The minutes of the latest meeting of the Bank of England's Monetary Policy Committee on 7 and 8 April reveal growing concerns within the Bank's most senior policymaking body of resurgent inflation.
The document states that some MPC members said: "There were also some upside risks to inflation. Oil and some other commodity prices had risen substantially over the past two months, raising the near-term outlook for inflation.
"And, although measures of households' medium-term inflation expectations had remained reasonably stable, some measures of financial market participants' inflation expectations had been drifting up.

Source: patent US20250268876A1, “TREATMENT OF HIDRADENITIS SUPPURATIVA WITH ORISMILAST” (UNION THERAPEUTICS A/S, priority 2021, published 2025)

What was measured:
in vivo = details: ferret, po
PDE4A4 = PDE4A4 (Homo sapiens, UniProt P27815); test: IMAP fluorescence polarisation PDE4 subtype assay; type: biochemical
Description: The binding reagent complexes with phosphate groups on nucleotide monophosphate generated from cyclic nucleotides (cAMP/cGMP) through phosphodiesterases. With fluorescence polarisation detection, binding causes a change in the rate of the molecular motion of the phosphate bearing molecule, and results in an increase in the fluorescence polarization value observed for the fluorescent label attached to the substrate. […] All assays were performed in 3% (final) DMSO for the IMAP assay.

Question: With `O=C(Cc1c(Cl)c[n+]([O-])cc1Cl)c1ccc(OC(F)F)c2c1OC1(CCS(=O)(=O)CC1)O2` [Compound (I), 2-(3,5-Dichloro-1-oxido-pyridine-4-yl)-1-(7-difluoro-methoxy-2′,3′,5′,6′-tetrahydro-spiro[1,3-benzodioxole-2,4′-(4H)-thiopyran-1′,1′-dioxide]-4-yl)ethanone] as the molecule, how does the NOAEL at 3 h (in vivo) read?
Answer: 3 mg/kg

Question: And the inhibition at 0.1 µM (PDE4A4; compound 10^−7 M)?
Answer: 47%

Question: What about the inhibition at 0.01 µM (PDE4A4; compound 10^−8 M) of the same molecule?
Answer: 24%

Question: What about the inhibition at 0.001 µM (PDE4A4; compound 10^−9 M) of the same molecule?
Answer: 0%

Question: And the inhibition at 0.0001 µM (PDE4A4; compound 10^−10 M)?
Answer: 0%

"Given that a period of above-target inflation was in prospect at a time when monetary policy was exceptionally accommodative, this was a source of concern to some members."
The minutes come a day after worse-than-expected inflation figures, with the CPI up 3.4 per cent on the year to March and the RPI up to 4.4 per cent. The weak pound, soaring commodity and food prices and the hike in VAT are blamed. There is also concern that core inflation is showing disturbing strength.
Yesterday's data on the labour market showed a quickening in pay settlements, after a long period of restraint. Many economists are predicting that the RPI will breach 5 per cent when the figures for April are published in four weeks' time.
The RPI is used for pay negotiations and many in the Bank may be concerned that higher inflationary expectations may soon feed into the economy, meaning that the current ultra-low interest rate regime will have to be ended sooner than might have been desirable, given the overall weakness of the economy.
The MPC voted unanimously to leave the Bank rate at 0.5 per cent and quantitative easing on hold.Reuse content